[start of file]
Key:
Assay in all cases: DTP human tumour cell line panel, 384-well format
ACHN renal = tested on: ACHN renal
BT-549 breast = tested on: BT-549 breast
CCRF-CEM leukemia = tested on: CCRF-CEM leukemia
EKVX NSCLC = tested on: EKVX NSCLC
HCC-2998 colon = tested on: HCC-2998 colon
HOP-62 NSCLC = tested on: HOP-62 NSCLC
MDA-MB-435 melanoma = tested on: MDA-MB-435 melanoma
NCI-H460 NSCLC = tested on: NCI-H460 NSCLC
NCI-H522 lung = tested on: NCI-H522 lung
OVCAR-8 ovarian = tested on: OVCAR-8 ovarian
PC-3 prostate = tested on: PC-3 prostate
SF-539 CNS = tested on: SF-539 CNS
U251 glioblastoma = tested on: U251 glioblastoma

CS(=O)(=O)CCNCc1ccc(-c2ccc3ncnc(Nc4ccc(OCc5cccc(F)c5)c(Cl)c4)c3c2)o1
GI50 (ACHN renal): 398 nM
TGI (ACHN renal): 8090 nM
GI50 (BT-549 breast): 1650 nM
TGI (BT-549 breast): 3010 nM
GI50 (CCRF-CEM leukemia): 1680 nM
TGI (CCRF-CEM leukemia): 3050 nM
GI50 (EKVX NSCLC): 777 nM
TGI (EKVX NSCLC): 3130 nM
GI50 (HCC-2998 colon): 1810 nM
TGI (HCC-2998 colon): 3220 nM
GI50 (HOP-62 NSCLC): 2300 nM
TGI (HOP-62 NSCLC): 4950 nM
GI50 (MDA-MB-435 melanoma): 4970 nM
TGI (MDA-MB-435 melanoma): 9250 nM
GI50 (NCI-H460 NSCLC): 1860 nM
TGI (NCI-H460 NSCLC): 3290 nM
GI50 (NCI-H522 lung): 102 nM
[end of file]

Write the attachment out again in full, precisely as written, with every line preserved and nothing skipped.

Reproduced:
Key:
Assay in all cases: DTP human tumour cell line panel, 384-well format
ACHN renal = tested on: ACHN renal
BT-549 breast = tested on: BT-549 breast
CCRF-CEM leukemia = tested on: CCRF-CEM leukemia
EKVX NSCLC = tested on: EKVX NSCLC
HCC-2998 colon = tested on: HCC-2998 colon
HOP-62 NSCLC = tested on: HOP-62 NSCLC
MDA-MB-435 melanoma = tested on: MDA-MB-435 melanoma
NCI-H460 NSCLC = tested on: NCI-H460 NSCLC
NCI-H522 lung = tested on: NCI-H522 lung
OVCAR-8 ovarian = tested on: OVCAR-8 ovarian
PC-3 prostate = tested on: PC-3 prostate
SF-539 CNS = tested on: SF-539 CNS
U251 glioblastoma = tested on: U251 glioblastoma

CS(=O)(=O)CCNCc1ccc(-c2ccc3ncnc(Nc4ccc(OCc5cccc(F)c5)c(Cl)c4)c3c2)o1
GI50 (ACHN renal): 398 nM
TGI (ACHN renal): 8090 nM
GI50 (BT-549 breast): 1650 nM
TGI (BT-549 breast): 3010 nM
GI50 (CCRF-CEM leukemia): 1680 nM
TGI (CCRF-CEM leukemia): 3050 nM
GI50 (EKVX NSCLC): 777 nM
TGI (EKVX NSCLC): 3130 nM
GI50 (HCC-2998 colon): 1810 nM
TGI (HCC-2998 colon): 3220 nM
GI50 (HOP-62 NSCLC): 2300 nM
TGI (HOP-62 NSCLC): 4950 nM
GI50 (MDA-MB-435 melanoma): 4970 nM
TGI (MDA-MB-435 melanoma): 9250 nM
GI50 (NCI-H460 NSCLC): 1860 nM
TGI (NCI-H460 NSCLC): 3290 nM
GI50 (NCI-H522 lung): 102 nM